TITLE: Orthonormal
NAME: Tekno Frannansa
COUNTRY: UK
EMAIL: tek@evilsuperbrain.com
WEBPAGE: http://www.evilsuperbrain.com
TOPIC: Architecture
COPYRIGHT: I SUBMIT TO THE STANDARD RAYTRACING COMPETITION COPYRIGHT.
JPGFILE: orthnorm.jpg
ZIPFILE: orthnorm.zip
RENDERER USED:
POV-Ray for Windows v3.5
TOOLS USED:
POV-Ray editor
RENDER TIME:
2 minutes 16 seconds
HARDWARE USED:
Athlon 2200 512MB RAM
IMAGE DESCRIPTION:
I've been fascinated by this kind of illusion since I was a kid, looking at
Escher's drawings. I remember thinking about it and working out that if you had
shadows or reflections or similar real-world details then the illusion would
fall apart and you'd see how it was done, so I decided to make a scene to prove
myself wrong! Everything's slightly reflective and there's lots of shadows, and
yet the image still has that wierd disorienting feel that an escher picture can
give.
Incidentally, the title "Orthonormal" is a slight abuse of a mathematical term
for a type of matrix. I felt it was appropriate because of the widespread use
of unit cubes and it's similarity to the word "abnormal" :)
Viewing reccomendation: to avoid headaches I suggest covering the right side of
the image and just looking at the left, and then revealing the left gradually.
Also it's entertaining to put it in a paint program and rotate it 180 degrees,
only the pattern on the marble changes, nothing else moves.
DESCRIPTION OF HOW THIS IMAGE WAS CREATED:
Okay, this is the spoiler. The trick is I create half a scene, with all lighting
as part of a light group, then I copy it and rotate the copy through 180
degrees around the camera's axis.
Still not clear? Okay, well there's a few things to understand here. Ignoring
shadows and reflections, a cube viewed from an angle where you can see 3 faces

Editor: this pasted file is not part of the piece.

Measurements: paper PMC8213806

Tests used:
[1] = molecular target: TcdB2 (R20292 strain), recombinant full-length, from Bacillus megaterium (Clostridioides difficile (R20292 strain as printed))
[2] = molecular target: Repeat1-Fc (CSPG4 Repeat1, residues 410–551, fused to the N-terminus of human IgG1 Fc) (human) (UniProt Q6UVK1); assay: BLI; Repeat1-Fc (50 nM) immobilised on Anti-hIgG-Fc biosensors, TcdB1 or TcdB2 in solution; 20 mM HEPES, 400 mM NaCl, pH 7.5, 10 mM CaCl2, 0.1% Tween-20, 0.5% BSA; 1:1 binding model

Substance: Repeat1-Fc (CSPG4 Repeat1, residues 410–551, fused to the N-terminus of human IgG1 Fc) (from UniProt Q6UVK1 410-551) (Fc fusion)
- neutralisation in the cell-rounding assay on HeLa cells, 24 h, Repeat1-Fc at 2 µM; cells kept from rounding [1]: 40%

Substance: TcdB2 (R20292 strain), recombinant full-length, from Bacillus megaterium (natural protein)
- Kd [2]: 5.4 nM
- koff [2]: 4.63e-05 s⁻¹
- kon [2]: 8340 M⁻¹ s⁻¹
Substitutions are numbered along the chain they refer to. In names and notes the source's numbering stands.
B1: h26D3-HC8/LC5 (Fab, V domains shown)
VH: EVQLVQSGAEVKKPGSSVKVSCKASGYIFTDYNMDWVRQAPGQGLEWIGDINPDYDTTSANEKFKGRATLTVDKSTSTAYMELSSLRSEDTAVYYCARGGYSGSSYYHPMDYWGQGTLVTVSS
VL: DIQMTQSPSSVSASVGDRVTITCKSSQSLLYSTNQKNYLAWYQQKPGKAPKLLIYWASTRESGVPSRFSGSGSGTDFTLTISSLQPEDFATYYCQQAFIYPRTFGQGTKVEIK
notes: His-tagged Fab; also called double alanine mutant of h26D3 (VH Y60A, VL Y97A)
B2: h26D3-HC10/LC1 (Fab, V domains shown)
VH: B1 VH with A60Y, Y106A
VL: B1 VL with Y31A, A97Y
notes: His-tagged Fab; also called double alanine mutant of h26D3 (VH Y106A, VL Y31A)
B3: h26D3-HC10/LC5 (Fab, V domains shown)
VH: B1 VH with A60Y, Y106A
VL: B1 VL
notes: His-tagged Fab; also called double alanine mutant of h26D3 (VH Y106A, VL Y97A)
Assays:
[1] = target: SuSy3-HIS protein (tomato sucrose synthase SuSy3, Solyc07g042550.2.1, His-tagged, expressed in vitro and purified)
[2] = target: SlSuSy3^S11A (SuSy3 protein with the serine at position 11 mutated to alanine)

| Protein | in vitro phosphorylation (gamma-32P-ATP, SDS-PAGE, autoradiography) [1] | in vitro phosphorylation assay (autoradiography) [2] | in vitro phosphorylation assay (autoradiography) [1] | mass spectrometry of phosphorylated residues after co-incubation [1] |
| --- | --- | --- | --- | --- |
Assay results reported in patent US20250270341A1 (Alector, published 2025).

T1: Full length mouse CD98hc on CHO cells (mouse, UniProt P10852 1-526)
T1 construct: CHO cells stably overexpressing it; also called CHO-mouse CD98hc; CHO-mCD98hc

looks exactly identical to an inverted cube (i.e. the 3 other faces) lit from
the opposite side, if there's no perspective. I think I just explained that
really badly! This isn't just true of cubes, lots of other shapes work just as
well, but it's easier to find situations involving "inverted" cubes.
The really simple explanation (skip this if you get it already): Think of
buttons on windows your computer pops up, notice how the top and left sides are
coloured light, and the bottom and right sides are dark? Well that's just a
convention suggesting there's some imaginary light off the top left of the
screen. The illusion works by having some things lit from that side, and some
things lit the other side so they look like pushed in buttons even though
they're not. Mix them together just right and you can't tell if you're looking
at a point on a cube that points towards you or away from you.
Now, within this system of cubes I construct a few objects that cannot be made
to look like their inverse. This gives you a few points to focus on that
clearly contradict each other, so your brain tries to find the break between
these two worlds (the up world and the down world) and when it can't you get
that strange sensation that increases sales of aspirin.
On top of that I added my website logo as a little sculpture, which I rotated so
that the "up" and "down" versions look the same as their closest counterpart,
apart from the lighting. And then I added shadows and reflections, with a lot
of tweaking to avoid the many errors that are inevitable in this kind of
scene.
I've provided the full source code, just one pov file, so you can turn on my
debug code and see where the edge is.